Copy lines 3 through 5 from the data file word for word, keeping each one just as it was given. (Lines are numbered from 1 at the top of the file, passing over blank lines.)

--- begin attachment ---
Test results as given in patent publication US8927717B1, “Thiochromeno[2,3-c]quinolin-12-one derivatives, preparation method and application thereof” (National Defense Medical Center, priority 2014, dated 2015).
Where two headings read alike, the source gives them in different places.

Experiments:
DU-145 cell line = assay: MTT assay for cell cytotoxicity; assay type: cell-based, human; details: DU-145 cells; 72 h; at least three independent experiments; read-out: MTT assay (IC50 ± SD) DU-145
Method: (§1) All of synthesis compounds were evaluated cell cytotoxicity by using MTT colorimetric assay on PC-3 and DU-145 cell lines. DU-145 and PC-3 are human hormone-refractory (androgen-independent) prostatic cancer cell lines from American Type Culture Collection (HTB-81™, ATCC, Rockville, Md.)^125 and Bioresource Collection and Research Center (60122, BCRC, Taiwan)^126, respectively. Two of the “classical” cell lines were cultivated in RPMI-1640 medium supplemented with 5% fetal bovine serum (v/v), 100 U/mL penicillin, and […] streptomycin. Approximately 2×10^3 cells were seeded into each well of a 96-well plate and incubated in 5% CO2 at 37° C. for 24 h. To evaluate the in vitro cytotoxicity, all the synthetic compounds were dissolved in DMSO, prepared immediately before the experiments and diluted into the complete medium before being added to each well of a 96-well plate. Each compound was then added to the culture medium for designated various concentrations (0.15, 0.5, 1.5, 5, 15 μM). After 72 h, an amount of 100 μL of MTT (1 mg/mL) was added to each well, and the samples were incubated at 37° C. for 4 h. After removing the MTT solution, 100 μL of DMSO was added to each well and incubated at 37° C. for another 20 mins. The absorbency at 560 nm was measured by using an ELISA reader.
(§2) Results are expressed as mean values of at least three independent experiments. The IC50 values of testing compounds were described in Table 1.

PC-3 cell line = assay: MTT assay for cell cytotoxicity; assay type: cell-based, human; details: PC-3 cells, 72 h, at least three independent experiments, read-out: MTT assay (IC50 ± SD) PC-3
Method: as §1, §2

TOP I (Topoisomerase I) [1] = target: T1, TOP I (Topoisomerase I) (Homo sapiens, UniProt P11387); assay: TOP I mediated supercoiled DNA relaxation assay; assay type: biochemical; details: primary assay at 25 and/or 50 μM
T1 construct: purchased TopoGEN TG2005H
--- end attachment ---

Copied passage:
Experiments:
DU-145 cell line = assay: MTT assay for cell cytotoxicity; assay type: cell-based, human; details: DU-145 cells; 72 h; at least three independent experiments; read-out: MTT assay (IC50 ± SD) DU-145
Method: (§1) All of synthesis compounds were evaluated cell cytotoxicity by using MTT colorimetric assay on PC-3 and DU-145 cell lines. DU-145 and PC-3 are human hormone-refractory (androgen-independent) prostatic cancer cell lines from American Type Culture Collection (HTB-81™, ATCC, Rockville, Md.)^125 and Bioresource Collection and Research Center (60122, BCRC, Taiwan)^126, respectively. Two of the “classical” cell lines were cultivated in RPMI-1640 medium supplemented with 5% fetal bovine serum (v/v), 100 U/mL penicillin, and […] streptomycin. Approximately 2×10^3 cells were seeded into each well of a 96-well plate and incubated in 5% CO2 at 37° C. for 24 h. To evaluate the in vitro cytotoxicity, all the synthetic compounds were dissolved in DMSO, prepared immediately before the experiments and diluted into the complete medium before being added to each well of a 96-well plate. Each compound was then added to the culture medium for designated various concentrations (0.15, 0.5, 1.5, 5, 15 μM). After 72 h, an amount of 100 μL of MTT (1 mg/mL) was added to each well, and the samples were incubated at 37° C. for 4 h. After removing the MTT solution, 100 μL of DMSO was added to each well and incubated at 37° C. for another 20 mins. The absorbency at 560 nm was measured by using an ELISA reader.